Rawalpindi, (Parliament Times) : A recent report by National Human Development of the United Nations Development Program (UNDP) highlights the disappointing situation in Pakistan with regard to the promotion and focus of technical education which demands us to wake up. The report says that there are only 3798 technical training institutes in Pakistan having capacity to train barely half a million students annually against the demand of manifolds of this number.
This was revealed by Khalid Nawaz, chief executive Officer, Knight Human Management (KHM) SHALAAN Pakistan, an organization that protects the rights and employment of overseas Pakistanis while speaking at a training session of students at the KHM office on Thursday.
“Pakistan is one of the worst performers in terms of technical and vocational education and training (TVET) and it should use an effective development and implementation strategy for TVET to harness its young potential”, he quoted the report as saying above. He said owing to preferring general higher education to technical and vocational education coupled with lack of TVET institutes in the country, an annual increase in youth unemployment is estimated at 1.5 million.
Khalid Nawaz said that specialized and sophisticated skills are required for most jobs in and abroad. “We are in the dire need of having new state-of-the-art TVET institutes all over the country in urban as well as in rural areas if we want to rise to the occasion”, he mentioned. He pointed out some problems including dearth of government funding for TVET institutes, very low participation of women, shortage of good trainers, hindering and obstacles on the part of government in establishing private TVET institutes and asked the authorities concerned to address these problems.
He further added that just like Masterminds of KHM have started corporate training courses to produce professional tax advisors in view of the need of the country and have also facilitated the creation of skilled manpower related to modern IT skills in the School of Arts and Design, there is an urgent need to expand these facilities to all urban and rural areas of the country. Khalid said that developed economies like Norway, Finland and Switzerland have transformed their economies by focusing on TVET and they lead the world in terms of technological advancement and workforce development, Pakistan should learn a lesson from these leading economies.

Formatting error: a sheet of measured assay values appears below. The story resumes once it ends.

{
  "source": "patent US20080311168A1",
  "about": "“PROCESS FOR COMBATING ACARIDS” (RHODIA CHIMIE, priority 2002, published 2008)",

“By upgrading and establishing new TVET institutes, we can transform our youth into a skilled workforce within two to three years’ time space who will not only help in eliminating unemployment by getting decent jobs at home and abroad but they will also be helpful to strengthen country’s economy. He demanded the government of taking steps forward in this behalf and it should encourage private sector to invest in this direction which could change the destiny of the country within three to four years. He also suggested that government should also keep in view the modern requirements and one or two subjects must be included in the new curriculum of uniform national education policy which would attract students from primary to upper level towards technical and vocational skills and provide base of advancement in this direction.